Hi, i am new to KiCAD and designed a pcb for reducing 24V to 5,1V. Everything works very well so far. I have 1 last problem with a footprint of Texas instruments. This voltage regulator have 8 vias under the ic which should be connected to the gnd area. There is a recommendation in the technical data sheet, but i am not able to include these vias to my gnd area. Any suggestions how to do it would be highly appreciated. Thx.
Welcome ! Glad to hear that you are having fun with KiCAD !
Which footprint is that, could you write the full name and maybe link to the technical documentation?
Why are you unable to do it? Do you not know how to create vias? Are the vias too big ? Pleases do explain a bit further in able to do any kind of suggestions.
it is always helpful to state exactly which version of KiCAD you are using, there are some well know bug with some old version or different ways to achieve what you wish.
Open KiCad Footprint Editor and look how it is done in KiCad Library.
In Library Package_DFN_QFN each footprint with name ended with “_ThermalVias” contains that.
In KiCad Library you probably will be able to find the right footprint for your IC.
as @Piotr has shown, there are relevant footprints with thermal pad GND via’s.
However… do you really want to go this way? Technically this is “Via in Pad” and this results in one of two things
Via’s are placed just like this and during reflow the solder wicks through the via’s and can cause issues
You formally request “Via-in-Pad” from your fab house and they epoxy fill these vias to mitigate wicking. This is an additional cost.
In either case putting via’s in a pad will drive additional process at the fab to ensure the pad is level post-drilling. This drives cost or some fab’s don’t care.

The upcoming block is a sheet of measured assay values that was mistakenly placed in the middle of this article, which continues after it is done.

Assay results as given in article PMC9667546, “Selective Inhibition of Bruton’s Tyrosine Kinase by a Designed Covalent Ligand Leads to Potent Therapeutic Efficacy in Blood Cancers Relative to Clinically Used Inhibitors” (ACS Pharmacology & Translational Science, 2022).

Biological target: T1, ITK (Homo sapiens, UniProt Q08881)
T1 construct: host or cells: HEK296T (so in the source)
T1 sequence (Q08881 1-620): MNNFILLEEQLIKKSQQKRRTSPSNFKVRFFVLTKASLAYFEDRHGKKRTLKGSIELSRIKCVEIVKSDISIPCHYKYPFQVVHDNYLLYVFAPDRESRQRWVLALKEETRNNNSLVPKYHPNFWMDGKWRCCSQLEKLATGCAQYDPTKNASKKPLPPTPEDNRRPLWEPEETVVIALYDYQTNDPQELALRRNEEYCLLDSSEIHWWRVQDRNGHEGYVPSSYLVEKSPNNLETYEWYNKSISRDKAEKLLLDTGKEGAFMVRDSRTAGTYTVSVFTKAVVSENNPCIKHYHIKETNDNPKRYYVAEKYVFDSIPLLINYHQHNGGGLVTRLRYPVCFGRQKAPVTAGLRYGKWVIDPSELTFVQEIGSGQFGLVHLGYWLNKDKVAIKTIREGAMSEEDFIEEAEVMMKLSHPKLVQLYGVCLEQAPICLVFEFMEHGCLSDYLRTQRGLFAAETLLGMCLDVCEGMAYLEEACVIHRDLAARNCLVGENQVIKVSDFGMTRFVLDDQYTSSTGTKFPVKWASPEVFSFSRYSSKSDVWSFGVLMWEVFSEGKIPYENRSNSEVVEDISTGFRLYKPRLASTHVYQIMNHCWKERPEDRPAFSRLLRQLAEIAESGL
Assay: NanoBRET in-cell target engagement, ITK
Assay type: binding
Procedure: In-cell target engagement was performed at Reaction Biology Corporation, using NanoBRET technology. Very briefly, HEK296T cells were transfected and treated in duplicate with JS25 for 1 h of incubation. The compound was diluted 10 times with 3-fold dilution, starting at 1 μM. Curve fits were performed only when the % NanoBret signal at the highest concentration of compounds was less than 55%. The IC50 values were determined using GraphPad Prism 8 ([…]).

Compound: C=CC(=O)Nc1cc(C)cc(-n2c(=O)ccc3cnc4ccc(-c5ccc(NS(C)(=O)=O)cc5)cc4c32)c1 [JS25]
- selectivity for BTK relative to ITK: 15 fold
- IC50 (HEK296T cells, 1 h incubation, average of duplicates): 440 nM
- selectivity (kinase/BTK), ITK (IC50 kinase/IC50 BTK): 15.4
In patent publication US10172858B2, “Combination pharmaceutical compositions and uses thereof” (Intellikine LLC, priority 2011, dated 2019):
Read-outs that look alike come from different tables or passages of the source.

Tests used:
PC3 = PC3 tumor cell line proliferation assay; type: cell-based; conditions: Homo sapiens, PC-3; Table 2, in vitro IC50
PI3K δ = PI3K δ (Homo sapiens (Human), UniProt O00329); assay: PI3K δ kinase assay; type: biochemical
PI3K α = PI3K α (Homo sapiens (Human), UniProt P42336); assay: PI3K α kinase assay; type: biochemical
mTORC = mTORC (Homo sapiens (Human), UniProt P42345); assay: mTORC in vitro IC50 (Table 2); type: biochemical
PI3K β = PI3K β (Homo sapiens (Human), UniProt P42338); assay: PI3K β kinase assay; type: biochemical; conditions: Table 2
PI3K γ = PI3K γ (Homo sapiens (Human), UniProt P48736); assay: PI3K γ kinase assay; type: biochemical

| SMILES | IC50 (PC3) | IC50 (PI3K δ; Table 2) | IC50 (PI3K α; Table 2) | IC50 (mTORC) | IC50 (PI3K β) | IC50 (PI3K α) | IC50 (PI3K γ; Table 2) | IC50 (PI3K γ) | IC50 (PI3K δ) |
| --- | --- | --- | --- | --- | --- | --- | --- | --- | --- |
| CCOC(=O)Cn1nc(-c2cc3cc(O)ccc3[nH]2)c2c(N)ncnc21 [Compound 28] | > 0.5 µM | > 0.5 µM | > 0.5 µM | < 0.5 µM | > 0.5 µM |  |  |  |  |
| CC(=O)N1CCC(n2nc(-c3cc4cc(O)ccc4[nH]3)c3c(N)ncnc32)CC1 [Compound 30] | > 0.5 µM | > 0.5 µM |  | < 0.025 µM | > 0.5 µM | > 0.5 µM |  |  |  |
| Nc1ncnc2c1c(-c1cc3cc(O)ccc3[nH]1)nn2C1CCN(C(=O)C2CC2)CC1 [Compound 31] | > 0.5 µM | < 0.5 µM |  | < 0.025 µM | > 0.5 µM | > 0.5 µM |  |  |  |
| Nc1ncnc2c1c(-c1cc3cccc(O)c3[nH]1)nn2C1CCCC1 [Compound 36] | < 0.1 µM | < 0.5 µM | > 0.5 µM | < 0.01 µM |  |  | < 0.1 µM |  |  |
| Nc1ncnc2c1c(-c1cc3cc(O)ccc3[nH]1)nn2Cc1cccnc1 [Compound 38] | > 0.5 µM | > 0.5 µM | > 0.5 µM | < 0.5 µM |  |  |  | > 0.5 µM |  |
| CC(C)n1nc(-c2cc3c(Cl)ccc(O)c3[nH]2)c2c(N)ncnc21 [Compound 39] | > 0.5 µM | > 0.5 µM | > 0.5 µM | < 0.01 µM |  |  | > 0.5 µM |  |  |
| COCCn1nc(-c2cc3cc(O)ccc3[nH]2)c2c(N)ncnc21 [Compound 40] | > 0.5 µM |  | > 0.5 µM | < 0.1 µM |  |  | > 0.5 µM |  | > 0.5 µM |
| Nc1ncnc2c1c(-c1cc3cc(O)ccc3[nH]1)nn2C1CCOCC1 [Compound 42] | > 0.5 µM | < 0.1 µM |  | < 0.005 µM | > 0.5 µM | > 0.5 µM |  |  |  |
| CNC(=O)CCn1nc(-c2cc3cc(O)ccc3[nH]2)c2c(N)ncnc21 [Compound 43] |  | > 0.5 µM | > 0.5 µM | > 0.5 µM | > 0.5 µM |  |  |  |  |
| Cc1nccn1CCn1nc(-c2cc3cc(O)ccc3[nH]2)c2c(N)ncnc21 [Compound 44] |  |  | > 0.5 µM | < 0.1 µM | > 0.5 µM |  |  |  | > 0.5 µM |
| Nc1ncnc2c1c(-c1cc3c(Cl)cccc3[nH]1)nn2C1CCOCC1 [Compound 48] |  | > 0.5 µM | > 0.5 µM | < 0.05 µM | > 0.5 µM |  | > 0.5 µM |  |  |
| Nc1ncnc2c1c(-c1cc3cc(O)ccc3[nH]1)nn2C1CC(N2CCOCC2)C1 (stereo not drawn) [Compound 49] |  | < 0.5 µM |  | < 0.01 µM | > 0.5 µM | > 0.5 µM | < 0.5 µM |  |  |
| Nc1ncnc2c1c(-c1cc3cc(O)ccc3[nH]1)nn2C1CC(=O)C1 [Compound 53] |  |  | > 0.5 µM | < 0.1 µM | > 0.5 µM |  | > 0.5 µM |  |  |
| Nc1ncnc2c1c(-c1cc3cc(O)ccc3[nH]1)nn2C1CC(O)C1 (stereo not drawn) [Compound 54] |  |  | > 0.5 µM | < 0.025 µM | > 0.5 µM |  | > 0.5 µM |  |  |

One option is to question whether you need it and extend the pad outside of the part and via to GND outside the courtyard. This is obviously not an option for QFN’s but sometimes there is enough GND pins to permit this as well.
No it’s not.
“Via-in-Pad” is a standardized term in which the via’s are filled to prevent the wicking, as you write in your option 2).
Just placing via’s in pads does not make it “Via-in-Pad”.
Thermal via’s are quite common, and I’ve never seen them as “Via-in-Pad”. The epoxy, or whatever they use to fill the via’s (They can even be copper plated over the filling (Yes, that’s expensive).
“Via-in-Pad” may be necessary for BGA’s where there is not enough room to place via’s in between the balls. With those BGA’s the amount of available solder is quite limited, and also the same for each ball.
With these big thermal pads however, there is plenty of solder to solder the pad to the GND plane. The wicking is also not a problem. The gap between the pad on the IC package and the PCB is narrower then the via diameter, so it has a stronger wicking action than the via’s. Just the excess solder will wick into the via’s, and improve thermal conductivity. If the design of the footprint is good, then the aperture size for the stencil is also adjusted to get the right amount of solder on the thermal pad. Many of the “ThermalVias” Footprints in KiCad’s have “aperture pads”. These aperture pads do not exist on a copper layer and do not have a pad number.